30 Jul 2013
Evolution and meaningful innovation in the housing market requires an indepth analysis of demographics and trends.
Results of the Housing We’d Choose study for Perth and Peel (sponsored by the Departments of Planning and Housing in WA, prepared by Hames Sharley and Curtin Business School ) was launched on the 30 May 2013. Based on the earlier report prepared by the Grattan Institute for Melbourne and Sydney, the study looked into the housing preferences and decision making process of the Perth market. The results were stark. Unlike Melbourne and Sydney which had a preference of 41% and 48%, Perth overwhelmingly prefers the detached house with 79% of respondents selecting this housing type. Interestingly, this preference was not restricted to those who had only lived in Perth, but permeates the rest of the population who have headed west on the back of the mining boom. People who live in Perth expect to live in the Perth style of housing.
So why is the Perth “style” so different to that of Melbourne and Sydney? The answer is simple; Perth does not have the quantum and diversity of product which Melbourne and Sydney have. In other words it hasn’t been trained. Market maturity is born from experience. We need people to touch it, feel it and live in it before we can expect them to want it. In Perth, apartments tend to fall into two categories, those with commission housing stigma or those for the exceedingly rich in premium locations. For the vast majority of people, apartments in their current form are not for them. So why would they want to live in a form of housing which they have never experienced or needed to?
To change this dynamic, we will have to look at infill development differently and start to use hybrid models of housing between medium density and apartments. They will have to pioneer and pave the way for new breed of higher density dwellers that see the benefits of alternative housing to the quarter acre block and want to live the inner city lifestyle.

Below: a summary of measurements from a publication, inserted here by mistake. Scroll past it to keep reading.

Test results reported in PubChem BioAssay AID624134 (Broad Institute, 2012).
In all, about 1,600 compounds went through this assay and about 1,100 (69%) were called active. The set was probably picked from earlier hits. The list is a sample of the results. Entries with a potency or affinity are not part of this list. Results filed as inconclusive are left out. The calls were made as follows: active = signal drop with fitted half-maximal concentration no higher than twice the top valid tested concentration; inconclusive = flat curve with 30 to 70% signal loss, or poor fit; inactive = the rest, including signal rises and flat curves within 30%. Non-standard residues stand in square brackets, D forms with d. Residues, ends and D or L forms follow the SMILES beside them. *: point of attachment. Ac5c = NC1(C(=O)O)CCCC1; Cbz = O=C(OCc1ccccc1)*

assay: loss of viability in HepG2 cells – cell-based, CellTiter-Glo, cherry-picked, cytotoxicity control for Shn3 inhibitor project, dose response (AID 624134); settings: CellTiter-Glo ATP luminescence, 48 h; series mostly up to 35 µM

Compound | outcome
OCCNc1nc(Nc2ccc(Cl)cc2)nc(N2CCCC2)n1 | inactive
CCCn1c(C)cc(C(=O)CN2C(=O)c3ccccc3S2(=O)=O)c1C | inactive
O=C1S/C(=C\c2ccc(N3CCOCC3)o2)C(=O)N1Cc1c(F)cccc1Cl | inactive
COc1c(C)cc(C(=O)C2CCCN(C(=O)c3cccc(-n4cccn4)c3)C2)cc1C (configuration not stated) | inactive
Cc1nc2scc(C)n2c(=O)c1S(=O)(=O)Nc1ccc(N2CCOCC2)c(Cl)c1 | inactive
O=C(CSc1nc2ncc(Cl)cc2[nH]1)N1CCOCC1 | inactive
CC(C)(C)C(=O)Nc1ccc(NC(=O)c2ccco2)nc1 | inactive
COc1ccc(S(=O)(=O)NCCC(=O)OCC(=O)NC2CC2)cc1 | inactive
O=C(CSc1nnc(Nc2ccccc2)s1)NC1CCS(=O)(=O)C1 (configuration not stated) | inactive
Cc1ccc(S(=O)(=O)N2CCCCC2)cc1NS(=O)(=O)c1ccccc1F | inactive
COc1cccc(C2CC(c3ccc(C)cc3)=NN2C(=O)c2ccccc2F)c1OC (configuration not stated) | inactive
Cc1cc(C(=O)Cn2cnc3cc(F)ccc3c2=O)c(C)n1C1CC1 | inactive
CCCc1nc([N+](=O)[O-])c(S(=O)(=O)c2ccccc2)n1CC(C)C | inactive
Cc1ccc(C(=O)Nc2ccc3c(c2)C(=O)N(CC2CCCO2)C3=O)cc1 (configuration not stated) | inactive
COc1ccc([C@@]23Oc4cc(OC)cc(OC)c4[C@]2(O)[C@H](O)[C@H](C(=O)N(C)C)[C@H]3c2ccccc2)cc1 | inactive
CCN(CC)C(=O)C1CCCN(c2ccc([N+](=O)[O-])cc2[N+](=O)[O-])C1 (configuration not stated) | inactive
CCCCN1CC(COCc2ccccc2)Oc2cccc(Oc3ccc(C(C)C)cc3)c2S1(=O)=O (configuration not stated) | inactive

But hang on, let me just clarify for a moment. It’s not “build it and they will come”, it’s far more complex. I’m talking about using research to inform innovation (revolutionary I know). One of the great things about the Housing We’d Choose study has been the ability to begin to understand where people are trading off in the decision making process. Are they more willing to trade of on location, housing type or number of bedrooms, etc.? It becomes a task of matching the demographic, psychographic and qualitative elements to map out a picture. Perth people were more willing to trade off of house type to ensure they could get the right number of bedrooms in their preferred location. So the question is, why then are we still building so many detached houses? Perhaps because there is insufficient stock.
In the early 2000’s I was cutting my teeth on large master planned communities on the urban fringes with Delfin.
Our mantra was to open new markets to create new revenue streams. However this often led to a healthy tension between sales and design by the fact that new products didn’t have any precedent sales and were therefore risky. We couldn’t even get them valued and in one case we had to go guarantor for the people we were selling the lots to because no valuer had any data on a comparable product.